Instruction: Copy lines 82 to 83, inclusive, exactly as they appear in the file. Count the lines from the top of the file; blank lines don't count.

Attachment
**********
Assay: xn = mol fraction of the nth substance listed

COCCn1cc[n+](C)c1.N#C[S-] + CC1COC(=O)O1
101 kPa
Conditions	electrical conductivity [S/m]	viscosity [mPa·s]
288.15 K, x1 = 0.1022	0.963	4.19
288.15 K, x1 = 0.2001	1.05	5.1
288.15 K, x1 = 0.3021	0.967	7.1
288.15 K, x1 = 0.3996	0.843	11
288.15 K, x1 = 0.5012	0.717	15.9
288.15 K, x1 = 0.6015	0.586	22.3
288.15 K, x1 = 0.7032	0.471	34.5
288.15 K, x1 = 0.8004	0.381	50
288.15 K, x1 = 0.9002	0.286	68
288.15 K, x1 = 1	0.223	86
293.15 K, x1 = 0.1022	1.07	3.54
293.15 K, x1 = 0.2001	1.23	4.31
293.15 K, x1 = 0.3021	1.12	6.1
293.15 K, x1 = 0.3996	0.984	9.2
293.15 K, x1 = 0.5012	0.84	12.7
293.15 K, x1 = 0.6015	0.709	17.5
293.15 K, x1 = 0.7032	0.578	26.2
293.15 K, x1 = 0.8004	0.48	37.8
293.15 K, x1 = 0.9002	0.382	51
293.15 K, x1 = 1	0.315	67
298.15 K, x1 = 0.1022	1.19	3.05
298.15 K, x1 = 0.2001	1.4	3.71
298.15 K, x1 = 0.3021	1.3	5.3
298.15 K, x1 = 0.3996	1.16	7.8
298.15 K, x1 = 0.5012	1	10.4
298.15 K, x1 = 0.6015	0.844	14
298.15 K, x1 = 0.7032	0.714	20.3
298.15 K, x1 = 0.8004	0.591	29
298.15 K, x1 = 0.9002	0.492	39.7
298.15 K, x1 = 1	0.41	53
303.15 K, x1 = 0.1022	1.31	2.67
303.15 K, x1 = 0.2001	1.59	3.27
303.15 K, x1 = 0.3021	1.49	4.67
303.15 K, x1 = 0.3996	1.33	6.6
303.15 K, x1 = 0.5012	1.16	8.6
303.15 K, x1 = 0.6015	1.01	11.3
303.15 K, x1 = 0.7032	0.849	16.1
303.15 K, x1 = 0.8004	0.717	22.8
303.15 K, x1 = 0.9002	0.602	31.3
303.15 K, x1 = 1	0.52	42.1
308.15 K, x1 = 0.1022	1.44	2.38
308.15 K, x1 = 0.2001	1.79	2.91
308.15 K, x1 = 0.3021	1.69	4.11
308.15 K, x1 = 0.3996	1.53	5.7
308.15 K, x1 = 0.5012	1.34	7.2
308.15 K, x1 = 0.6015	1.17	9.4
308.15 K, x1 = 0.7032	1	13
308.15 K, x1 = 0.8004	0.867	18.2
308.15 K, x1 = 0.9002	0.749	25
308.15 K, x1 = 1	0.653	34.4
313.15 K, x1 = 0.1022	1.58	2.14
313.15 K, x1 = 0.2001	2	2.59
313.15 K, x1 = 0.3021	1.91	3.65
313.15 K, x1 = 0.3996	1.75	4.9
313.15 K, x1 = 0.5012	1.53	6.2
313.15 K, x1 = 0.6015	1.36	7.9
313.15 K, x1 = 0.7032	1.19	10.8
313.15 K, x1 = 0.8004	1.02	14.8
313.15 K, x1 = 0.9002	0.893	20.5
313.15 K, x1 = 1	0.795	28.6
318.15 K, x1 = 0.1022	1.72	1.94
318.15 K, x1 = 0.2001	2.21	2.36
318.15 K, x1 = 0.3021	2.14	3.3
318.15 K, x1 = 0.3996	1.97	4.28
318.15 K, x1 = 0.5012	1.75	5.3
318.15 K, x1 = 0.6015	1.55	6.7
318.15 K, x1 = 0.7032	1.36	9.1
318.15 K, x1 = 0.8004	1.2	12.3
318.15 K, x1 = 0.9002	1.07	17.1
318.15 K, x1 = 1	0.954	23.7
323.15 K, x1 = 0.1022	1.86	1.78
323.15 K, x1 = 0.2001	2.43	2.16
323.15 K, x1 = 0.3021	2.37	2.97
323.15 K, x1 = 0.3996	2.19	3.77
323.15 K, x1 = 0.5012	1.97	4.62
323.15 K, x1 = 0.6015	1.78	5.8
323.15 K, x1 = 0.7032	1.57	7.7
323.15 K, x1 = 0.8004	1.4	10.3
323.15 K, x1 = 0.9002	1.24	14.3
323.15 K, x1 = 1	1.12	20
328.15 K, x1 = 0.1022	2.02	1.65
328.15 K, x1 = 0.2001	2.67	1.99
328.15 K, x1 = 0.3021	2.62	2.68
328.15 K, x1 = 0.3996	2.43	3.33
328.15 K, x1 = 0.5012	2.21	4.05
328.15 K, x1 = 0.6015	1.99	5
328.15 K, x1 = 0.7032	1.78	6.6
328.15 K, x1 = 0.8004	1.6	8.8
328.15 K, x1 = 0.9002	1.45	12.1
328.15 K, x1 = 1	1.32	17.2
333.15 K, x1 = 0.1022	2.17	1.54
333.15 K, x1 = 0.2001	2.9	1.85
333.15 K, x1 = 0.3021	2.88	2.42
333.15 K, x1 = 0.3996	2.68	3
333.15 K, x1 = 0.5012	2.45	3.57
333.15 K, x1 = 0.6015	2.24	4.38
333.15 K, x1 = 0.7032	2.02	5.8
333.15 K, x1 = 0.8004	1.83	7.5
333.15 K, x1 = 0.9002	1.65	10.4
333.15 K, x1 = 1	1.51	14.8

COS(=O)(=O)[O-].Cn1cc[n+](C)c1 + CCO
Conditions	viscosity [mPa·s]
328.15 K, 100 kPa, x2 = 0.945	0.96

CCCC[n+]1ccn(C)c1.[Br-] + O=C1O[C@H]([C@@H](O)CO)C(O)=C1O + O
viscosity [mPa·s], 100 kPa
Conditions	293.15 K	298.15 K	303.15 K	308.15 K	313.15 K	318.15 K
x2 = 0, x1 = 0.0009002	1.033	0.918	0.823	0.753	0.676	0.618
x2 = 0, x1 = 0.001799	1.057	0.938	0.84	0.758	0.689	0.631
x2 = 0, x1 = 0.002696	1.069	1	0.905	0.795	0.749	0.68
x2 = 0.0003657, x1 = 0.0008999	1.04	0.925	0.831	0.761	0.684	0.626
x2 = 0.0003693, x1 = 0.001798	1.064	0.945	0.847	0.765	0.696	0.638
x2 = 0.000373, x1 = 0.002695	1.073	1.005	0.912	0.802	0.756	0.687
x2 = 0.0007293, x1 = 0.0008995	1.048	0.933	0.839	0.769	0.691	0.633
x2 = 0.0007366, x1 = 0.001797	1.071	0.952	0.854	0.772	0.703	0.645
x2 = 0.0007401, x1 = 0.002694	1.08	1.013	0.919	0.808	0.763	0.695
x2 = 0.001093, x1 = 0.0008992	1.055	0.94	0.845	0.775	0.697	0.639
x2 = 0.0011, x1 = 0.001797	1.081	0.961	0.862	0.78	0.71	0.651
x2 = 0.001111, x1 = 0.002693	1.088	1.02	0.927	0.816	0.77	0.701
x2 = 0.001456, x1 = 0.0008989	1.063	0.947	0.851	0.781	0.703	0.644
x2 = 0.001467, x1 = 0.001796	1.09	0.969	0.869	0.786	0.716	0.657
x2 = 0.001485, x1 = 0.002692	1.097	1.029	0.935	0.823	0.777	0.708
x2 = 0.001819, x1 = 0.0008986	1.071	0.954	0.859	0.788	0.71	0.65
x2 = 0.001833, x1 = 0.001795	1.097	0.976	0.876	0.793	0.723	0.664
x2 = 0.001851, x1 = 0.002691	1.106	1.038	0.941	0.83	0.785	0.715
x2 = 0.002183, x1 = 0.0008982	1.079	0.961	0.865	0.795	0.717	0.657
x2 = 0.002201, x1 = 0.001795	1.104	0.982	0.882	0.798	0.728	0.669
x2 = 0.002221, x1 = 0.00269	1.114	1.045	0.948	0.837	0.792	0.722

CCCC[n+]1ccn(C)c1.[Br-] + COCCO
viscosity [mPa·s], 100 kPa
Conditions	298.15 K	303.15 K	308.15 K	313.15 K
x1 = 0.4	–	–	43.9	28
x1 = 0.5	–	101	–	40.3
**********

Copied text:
323.15 K, x1 = 0.8004	1.4	10.3
323.15 K, x1 = 0.9002	1.24	14.3